No—quite the contrary. Any thinking person would realize that Judaism is a way of life, and the oral explanations surely do exist. Indeed, there were a number of Christian scholars throughout the generations who recognized this. The greatest Christian biblical commentator was a fellow by the name of Nicolaus de Lyra, (c. 1270–1349 CE). De Lyra was a French Franciscan who recognized and based a good portion of his commentary on the Oral Law.
Until de Lyra, Christian biblical interpretations were collected in something called the Glossa Ordinaria. This was a compilation of the thoughts on scripture of the church fathers. It is true that Jerome, author of the Vulgate translation of the bible, consulted with Jews on various meanings, but since then the church fathers have been pretty much on their own. De Lyra wrote a work called the Postillae Perpetuae, which culled much of the information of the Oral Law of the Jews from the commentary of Rashi. The work is in Latin and quotes freely from Rashi, Rabbi Shlomo Yitzchaki, the greatest of the Jewish Biblical commentators.
For example, in Sefer Yeshayah (Isaiah), the first verse says, “The vision of Yeshayahu the son of Amotz which he saw concerning Yehudah and Yerushalayim in the days of Uziyahu, Yosam, Achaz, and Yechizkiyahu, kings of Yehudah.” On this verse, Lyra writes as follows: “Filii Amos. Et ut dicit hic Rabbi Salomon iste Amos et Amasias rex Juda fuerent fraters, et sic Esaias fuit de genere region.” Translated into English, this means: “And as Rabbi Salomon (Rashi) says here, “Amoz1 and Amaziah, kings of Judah, were brothers, and thus Isaiah was of royal birth.”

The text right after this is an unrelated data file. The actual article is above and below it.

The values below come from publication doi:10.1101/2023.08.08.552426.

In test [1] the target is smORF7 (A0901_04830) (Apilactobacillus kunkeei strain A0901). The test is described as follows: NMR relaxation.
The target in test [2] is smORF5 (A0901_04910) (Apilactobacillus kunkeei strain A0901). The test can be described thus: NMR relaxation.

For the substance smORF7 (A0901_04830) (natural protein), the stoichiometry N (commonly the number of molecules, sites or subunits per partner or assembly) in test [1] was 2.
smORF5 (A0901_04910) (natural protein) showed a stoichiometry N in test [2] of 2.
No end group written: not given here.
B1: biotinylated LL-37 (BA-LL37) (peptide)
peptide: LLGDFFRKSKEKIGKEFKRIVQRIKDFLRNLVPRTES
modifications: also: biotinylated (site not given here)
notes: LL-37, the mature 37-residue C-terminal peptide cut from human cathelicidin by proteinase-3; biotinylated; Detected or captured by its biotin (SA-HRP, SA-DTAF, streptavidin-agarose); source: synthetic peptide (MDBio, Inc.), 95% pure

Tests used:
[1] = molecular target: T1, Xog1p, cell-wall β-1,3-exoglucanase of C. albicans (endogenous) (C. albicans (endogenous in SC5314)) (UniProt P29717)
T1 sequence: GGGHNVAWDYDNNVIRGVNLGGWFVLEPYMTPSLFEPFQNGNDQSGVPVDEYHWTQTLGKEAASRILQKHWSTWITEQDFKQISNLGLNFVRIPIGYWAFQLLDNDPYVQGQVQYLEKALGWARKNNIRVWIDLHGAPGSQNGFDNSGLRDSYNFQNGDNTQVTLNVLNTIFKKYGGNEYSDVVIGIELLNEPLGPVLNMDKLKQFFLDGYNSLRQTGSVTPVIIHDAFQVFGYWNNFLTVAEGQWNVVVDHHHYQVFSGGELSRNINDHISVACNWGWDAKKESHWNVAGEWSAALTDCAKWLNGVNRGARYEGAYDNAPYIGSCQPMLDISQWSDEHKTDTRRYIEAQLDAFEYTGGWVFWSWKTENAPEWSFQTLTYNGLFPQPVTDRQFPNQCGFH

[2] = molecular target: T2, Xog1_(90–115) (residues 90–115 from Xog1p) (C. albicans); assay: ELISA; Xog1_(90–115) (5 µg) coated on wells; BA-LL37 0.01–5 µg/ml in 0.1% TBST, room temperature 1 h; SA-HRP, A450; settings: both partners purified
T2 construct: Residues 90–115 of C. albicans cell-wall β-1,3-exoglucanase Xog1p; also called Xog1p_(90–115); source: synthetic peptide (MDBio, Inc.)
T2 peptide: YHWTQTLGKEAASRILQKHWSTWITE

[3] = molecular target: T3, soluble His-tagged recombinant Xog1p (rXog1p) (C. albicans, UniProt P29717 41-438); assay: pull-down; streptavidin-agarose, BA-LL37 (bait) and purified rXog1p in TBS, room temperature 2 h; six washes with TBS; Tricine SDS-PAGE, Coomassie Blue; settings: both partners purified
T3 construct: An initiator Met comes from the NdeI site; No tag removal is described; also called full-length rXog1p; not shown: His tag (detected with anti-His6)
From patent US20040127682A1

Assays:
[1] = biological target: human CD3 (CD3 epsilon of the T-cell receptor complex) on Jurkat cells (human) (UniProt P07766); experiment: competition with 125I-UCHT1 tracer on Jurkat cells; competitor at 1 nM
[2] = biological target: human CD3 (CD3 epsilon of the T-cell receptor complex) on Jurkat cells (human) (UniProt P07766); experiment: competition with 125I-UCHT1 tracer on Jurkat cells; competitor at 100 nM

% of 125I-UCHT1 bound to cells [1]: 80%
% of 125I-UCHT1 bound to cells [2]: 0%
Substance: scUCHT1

When we examine the words of Rashi, we see as follows: “Said Rabbi Levi, this matter is a tradition in our hands from our forefathers. Amotz and Amatzia, king of Judah, were brothers.”
Clearly, Nicolaus de Lyra both appreciated and reckoned with the oral traditions of the Jews.
And he was not the only one. Origen, a church father who died in 253, writes of Jews that sat down with him and gave him some of their oral traditions concerning the explanations of various passages and laws in the bible (Migne: Patrologia Graeca, II, column 62f). Jerome, who lived from 331 CE to 420 CE, also accepted many of the oral traditions of the Jews, and in his preface to the Chronicles mentions one of his three Jewish teachers by name, Bar Chanina. Indeed, a Christian scholar writing about Jerome in The New Schaff-Herzog Encyclopedia of Religious Knowledge writes that Jerome “was hampered too much by Jewish tradition”! (Vol. VI, p. 127; the author’s name is O. Zockler.)
It is inconceivable that Moshe Rabbeinu (Moses) would deliver the Torah to the Jews without oral traditions. While these traditions were highly regarded by the most intelligent of the Christian commentators, these traditions have been wholly ignored by the masses of bible students.
Now that we have demonstrated the existence and truths of the Oral Law, let us go on to explore the role of Moshe. In both Jewish eyes and in the gentile world he was known as the lawgiver. G-d chose him because of his remarkable character, and G-d would certainly not have chosen someone of low intellect to be the conduit of the Word of G-d.